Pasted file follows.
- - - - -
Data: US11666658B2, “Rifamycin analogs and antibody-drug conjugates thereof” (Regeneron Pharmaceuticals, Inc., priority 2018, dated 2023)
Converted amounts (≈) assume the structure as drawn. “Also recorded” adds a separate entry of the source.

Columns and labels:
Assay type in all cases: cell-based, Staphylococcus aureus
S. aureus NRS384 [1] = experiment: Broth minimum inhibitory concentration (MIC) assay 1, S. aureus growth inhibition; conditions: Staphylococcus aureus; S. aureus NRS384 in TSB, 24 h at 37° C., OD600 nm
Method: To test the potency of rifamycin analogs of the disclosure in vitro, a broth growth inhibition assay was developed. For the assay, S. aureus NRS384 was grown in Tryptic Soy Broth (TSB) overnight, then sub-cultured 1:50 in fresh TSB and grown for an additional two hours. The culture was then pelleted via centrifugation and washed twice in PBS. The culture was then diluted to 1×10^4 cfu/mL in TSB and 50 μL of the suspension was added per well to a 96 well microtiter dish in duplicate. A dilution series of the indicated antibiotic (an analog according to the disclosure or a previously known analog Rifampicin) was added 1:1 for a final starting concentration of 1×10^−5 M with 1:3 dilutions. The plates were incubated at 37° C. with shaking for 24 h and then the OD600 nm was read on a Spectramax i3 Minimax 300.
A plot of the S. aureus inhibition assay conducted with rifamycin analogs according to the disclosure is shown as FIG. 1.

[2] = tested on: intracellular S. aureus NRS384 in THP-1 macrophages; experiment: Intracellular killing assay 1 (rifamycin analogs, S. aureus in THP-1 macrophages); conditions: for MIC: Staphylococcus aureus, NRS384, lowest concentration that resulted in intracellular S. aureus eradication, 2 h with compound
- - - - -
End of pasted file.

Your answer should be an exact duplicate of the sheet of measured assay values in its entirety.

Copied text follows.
Data: US11666658B2, “Rifamycin analogs and antibody-drug conjugates thereof” (Regeneron Pharmaceuticals, Inc., priority 2018, dated 2023)
Converted amounts (≈) assume the structure as drawn. “Also recorded” adds a separate entry of the source.

Columns and labels:
Assay type in all cases: cell-based, Staphylococcus aureus
S. aureus NRS384 [1] = experiment: Broth minimum inhibitory concentration (MIC) assay 1, S. aureus growth inhibition; conditions: Staphylococcus aureus; S. aureus NRS384 in TSB, 24 h at 37° C., OD600 nm
Method: To test the potency of rifamycin analogs of the disclosure in vitro, a broth growth inhibition assay was developed. For the assay, S. aureus NRS384 was grown in Tryptic Soy Broth (TSB) overnight, then sub-cultured 1:50 in fresh TSB and grown for an additional two hours. The culture was then pelleted via centrifugation and washed twice in PBS. The culture was then diluted to 1×10^4 cfu/mL in TSB and 50 μL of the suspension was added per well to a 96 well microtiter dish in duplicate. A dilution series of the indicated antibiotic (an analog according to the disclosure or a previously known analog Rifampicin) was added 1:1 for a final starting concentration of 1×10^−5 M with 1:3 dilutions. The plates were incubated at 37° C. with shaking for 24 h and then the OD600 nm was read on a Spectramax i3 Minimax 300.
A plot of the S. aureus inhibition assay conducted with rifamycin analogs according to the disclosure is shown as FIG. 1.

[2] = tested on: intracellular S. aureus NRS384 in THP-1 macrophages; experiment: Intracellular killing assay 1 (rifamycin analogs, S. aureus in THP-1 macrophages); conditions: for MIC: Staphylococcus aureus, NRS384, lowest concentration that resulted in intracellular S. aureus eradication, 2 h with compound